Once, when I was 9, I got stuck in a loo. I was calm about it, naturally, at least for the first 6 seconds. I spent the remaining 6 minutes freewheeling through all the emotional colours I knew: anger at my little sister, anger at my parents, regret at not finishing my pudding before going to the loo. 'Why didn't you shout?' my mother asked, when she noticed I was missing and came to find me. 'I don't speak French,' I pointed out sensibly.
Things are different now. I have learnt several new things in the intervening 20 years, not least of which is how to properly lock a toilet door. Other things include, but are not limited to: expanding my repertoire of emotional responses to encompass "annoyance at my little sister" and learning to never ever leave the table until I have finished all of my pudding. So, it was in a relaxed and happy state of mind that I set off to have dinner at Sixtyone in South Marylebone. Not only was I almost certain that I would not get locked in a loo, I had been walked from a pre-dinner drink to the very door of the restaurant, which made me feel like a glamorous VIP, or at least a well-monitored functioning alcoholic.
'Very good service here,' my friend texted me, as I walked past the restaurant twice, not realising until later that Sixtyone handily refers to the its street number.
I didn't bother to reply, assuming this was a passive-aggressive way of reminding me that she was already there, and that I was late. It wasn't until the end of our meal, when the waiter brought our coats to the table, and handed my friend a carefully hung floor-length gown (some people have different lives to me), that I realised she had been in earnest.
Sixtyone describes itself as a "neighbourhood restaurant." If this is what neighbourhood restaurants are doing now, I want to move neighbourhoods. I started with fish carpaccio - a plate full of tesselated, gossamer-thin circles of the palest pink, which were dabbed with tiny blobs of avocado paste, and looked almost too beautiful to eat. I did eat, it, however, being hungry and also in a restaurant. My friend, possibly in a bid to prove to me, now that I had "finally arrived" (I was precisely 6 minutes late), that there really was very good service here, ordered the mushroom risotto, which wasn't actually on the menu as a starter at all. Naturally, they were happy to plate up a smaller portion for her, which she described as "delicious, and not suitable for sharing".
The menu at Sixtyone is, in my opinion, the inverse of a neighbourhood restaurant. Instead of offering very simple, unchanging family favourites, such as steak and chips, or mac and cheese, Sixtyone serves seasonal, carefully crafted delicate dishes, such as steamed mackerel with saffron pickles and cardamon yoghurt; or slow-cooked sea bream with grapefruit. Arnaud Stevens is the type of chef who likes to construct his meals, balancing bolder flavours with more discreet tones to create a layered scaffold of taste. Disappointingly, at least for this metaphor, he refuses to scaffold his food on the plates, as some impossibly over-priced restaurants delight in doing. Rather, Sixtyone has bent to neighbourhood conventions, and puts its food on large white plates. (Rumours that they also have bowls have been uncorroborated).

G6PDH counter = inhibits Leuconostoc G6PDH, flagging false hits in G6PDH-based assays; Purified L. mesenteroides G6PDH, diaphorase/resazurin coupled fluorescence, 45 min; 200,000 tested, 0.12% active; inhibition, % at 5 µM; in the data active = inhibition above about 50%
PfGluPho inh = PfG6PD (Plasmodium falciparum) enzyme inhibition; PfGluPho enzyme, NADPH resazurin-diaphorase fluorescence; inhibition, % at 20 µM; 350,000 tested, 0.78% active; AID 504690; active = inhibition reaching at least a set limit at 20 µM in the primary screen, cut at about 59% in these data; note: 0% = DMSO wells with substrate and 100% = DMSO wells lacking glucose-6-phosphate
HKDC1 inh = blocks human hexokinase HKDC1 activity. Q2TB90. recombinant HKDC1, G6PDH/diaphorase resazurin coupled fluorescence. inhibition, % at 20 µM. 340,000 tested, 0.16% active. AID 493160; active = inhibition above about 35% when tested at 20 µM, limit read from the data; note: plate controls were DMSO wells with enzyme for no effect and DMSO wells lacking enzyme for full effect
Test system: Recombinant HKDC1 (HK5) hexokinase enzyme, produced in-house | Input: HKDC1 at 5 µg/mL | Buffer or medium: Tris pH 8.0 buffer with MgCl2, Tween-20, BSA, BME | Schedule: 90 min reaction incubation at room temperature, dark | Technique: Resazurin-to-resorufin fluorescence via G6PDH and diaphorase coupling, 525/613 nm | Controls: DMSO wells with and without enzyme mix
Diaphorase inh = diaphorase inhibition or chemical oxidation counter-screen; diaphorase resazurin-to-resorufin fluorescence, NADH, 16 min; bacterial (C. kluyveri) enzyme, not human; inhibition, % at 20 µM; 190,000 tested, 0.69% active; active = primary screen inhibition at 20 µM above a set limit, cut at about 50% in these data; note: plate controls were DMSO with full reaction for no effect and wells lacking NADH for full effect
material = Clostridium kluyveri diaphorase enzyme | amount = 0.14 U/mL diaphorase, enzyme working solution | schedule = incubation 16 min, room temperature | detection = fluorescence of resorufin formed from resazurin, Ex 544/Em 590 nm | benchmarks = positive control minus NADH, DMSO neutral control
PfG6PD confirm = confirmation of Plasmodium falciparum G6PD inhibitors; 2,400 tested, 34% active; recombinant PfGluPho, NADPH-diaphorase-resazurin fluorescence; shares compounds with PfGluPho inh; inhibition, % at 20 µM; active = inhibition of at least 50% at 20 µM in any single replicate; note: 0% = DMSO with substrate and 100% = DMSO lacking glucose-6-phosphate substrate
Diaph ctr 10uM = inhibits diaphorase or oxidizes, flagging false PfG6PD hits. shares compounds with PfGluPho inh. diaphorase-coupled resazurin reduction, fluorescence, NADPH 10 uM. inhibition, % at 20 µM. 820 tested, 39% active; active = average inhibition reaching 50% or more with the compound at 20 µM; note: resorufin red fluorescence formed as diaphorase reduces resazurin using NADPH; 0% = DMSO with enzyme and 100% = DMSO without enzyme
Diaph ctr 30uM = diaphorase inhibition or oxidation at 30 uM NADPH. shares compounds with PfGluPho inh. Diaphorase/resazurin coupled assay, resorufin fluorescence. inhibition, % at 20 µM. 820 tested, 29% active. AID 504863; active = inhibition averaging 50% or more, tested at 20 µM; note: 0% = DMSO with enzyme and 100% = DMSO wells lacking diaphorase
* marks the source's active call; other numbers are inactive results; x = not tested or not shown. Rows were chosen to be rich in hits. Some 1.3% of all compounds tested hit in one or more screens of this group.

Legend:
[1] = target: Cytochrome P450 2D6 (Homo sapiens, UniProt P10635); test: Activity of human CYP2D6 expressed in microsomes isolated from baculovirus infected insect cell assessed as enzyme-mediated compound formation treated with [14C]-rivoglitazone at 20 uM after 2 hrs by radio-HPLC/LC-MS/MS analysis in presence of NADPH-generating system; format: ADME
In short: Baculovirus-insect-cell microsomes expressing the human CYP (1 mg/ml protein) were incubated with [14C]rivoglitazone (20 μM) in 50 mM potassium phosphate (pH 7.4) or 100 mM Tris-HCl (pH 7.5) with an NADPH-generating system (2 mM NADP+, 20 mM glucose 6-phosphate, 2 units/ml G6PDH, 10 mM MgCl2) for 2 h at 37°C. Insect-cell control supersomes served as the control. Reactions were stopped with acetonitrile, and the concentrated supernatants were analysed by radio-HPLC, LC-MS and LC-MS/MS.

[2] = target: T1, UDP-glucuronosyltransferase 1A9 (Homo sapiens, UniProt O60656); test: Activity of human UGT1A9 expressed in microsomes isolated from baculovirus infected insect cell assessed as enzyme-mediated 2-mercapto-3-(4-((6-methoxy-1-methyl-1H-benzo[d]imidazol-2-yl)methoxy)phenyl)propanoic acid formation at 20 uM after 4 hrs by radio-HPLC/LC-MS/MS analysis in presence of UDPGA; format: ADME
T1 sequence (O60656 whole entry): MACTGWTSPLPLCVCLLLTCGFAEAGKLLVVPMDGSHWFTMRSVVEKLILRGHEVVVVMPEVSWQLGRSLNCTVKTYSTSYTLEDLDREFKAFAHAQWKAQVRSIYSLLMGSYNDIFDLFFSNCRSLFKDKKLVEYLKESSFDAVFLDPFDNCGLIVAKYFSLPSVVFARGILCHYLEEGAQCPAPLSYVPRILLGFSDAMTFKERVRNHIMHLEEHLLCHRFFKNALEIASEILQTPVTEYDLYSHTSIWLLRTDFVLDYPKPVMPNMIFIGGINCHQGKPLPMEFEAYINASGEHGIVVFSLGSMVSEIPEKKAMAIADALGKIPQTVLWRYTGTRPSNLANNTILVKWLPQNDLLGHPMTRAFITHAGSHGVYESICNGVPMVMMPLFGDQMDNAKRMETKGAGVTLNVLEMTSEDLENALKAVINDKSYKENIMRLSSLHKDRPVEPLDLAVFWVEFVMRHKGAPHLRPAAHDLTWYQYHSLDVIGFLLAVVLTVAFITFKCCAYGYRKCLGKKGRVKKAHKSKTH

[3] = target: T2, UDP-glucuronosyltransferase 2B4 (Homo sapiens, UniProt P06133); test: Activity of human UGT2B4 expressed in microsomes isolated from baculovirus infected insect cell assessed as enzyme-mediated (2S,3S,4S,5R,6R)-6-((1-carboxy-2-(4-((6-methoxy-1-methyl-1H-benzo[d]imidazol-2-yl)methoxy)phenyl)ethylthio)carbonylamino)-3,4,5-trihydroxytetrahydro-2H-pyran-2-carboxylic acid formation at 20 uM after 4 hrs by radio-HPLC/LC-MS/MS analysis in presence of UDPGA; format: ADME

The wine list, as one would expect at the little place just down the road (I have been reliably informed that one of the neighbours is in fact Madonna, though I fear Guy may have taken that house in the divorce) is superb. We were served by their impossibly helpful sommelier, who listened as we explained what type of wine we wanted (my friend: "Nothing too dry, and not over-oaked". me: "delicious") and pointed us un-patronisingly in the right direction. The menu itself, for those who do not go out to dinner to talk endlessly to the wine guy, has recommendations alongside the dishes.
Between mains and pudding my friend popped to the loo, so I spent that 5 minutes staring at the other customers, and trying to eavesdrop. Sixtyone is a large, warmly decorated restaurant, with the type of ceilings that makes one bemoan the lack of child labourers, who previously would, one assumes, have clambered merrily up into their cavernous reaches and kept everything spotless. (Everyone always talks about the chimney sweepers, who must have had a formidable PR team. I'm just trying to open up the conversation).
Perhaps it was sharing these thoughts that led my friend to wave vaguely towards the back of the restaurant when I asked her where the toilets were. Certainly, there was room for interpretation. My own personal interpretation saw me spending the next 5 minutes wandering around into the neighbouring hotel, trying to avoid being mistaken for one of those people who are not guests at all, but merely hoping to pocket as many reception mints as humanly possible. (10, in case you were wondering. I have a very subtle and blending-in type of personality).
'What happened?' my friend asked, when I finally returned to the table. "I got lost," I explained. "Why didn't you ask for help?" It is possible that I haven't worked out quite as many things in the last 20 years as I might have hoped; but a visit to Sixtyone has definitely been one of my most pleasurable lessons.